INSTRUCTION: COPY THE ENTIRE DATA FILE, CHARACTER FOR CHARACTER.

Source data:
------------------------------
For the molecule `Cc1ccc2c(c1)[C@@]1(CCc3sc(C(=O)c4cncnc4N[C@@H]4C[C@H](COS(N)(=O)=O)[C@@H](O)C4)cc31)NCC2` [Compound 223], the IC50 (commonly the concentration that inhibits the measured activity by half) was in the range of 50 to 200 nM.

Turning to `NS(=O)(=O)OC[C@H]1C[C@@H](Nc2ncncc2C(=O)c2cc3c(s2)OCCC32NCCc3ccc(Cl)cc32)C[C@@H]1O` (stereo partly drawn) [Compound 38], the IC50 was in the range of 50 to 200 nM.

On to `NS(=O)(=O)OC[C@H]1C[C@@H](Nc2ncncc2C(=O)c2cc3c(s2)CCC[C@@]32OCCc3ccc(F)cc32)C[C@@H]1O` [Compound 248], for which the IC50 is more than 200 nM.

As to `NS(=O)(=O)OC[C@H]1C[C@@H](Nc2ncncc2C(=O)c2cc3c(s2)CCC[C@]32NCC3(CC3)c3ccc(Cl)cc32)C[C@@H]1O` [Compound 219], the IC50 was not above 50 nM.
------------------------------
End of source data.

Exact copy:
For the molecule `Cc1ccc2c(c1)[C@@]1(CCc3sc(C(=O)c4cncnc4N[C@@H]4C[C@H](COS(N)(=O)=O)[C@@H](O)C4)cc31)NCC2` [Compound 223], the IC50 (commonly the concentration that inhibits the measured activity by half) was in the range of 50 to 200 nM.

Turning to `NS(=O)(=O)OC[C@H]1C[C@@H](Nc2ncncc2C(=O)c2cc3c(s2)OCCC32NCCc3ccc(Cl)cc32)C[C@@H]1O` (stereo partly drawn) [Compound 38], the IC50 was in the range of 50 to 200 nM.

On to `NS(=O)(=O)OC[C@H]1C[C@@H](Nc2ncncc2C(=O)c2cc3c(s2)CCC[C@@]32OCCc3ccc(F)cc32)C[C@@H]1O` [Compound 248], for which the IC50 is more than 200 nM.

As to `NS(=O)(=O)OC[C@H]1C[C@@H](Nc2ncncc2C(=O)c2cc3c(s2)CCC[C@]32NCC3(CC3)c3ccc(Cl)cc32)C[C@@H]1O` [Compound 219], the IC50 was not above 50 nM.